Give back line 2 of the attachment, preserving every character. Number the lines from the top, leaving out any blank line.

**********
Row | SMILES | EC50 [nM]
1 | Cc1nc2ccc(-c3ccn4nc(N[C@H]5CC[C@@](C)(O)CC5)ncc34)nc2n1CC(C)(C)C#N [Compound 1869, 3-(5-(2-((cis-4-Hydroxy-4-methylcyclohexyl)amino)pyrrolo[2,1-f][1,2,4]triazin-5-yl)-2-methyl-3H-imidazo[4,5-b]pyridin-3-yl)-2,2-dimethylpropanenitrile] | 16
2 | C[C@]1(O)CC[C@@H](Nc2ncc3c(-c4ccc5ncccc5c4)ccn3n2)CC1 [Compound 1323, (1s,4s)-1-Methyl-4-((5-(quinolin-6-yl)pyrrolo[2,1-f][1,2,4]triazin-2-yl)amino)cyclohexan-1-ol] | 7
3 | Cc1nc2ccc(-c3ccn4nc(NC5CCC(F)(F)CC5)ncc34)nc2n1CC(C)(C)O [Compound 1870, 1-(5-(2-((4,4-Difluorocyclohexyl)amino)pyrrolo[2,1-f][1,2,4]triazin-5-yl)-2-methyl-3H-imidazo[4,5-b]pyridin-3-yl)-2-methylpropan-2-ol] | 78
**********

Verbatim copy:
1 | Cc1nc2ccc(-c3ccn4nc(N[C@H]5CC[C@@](C)(O)CC5)ncc34)nc2n1CC(C)(C)C#N [Compound 1869, 3-(5-(2-((cis-4-Hydroxy-4-methylcyclohexyl)amino)pyrrolo[2,1-f][1,2,4]triazin-5-yl)-2-methyl-3H-imidazo[4,5-b]pyridin-3-yl)-2,2-dimethylpropanenitrile] | 16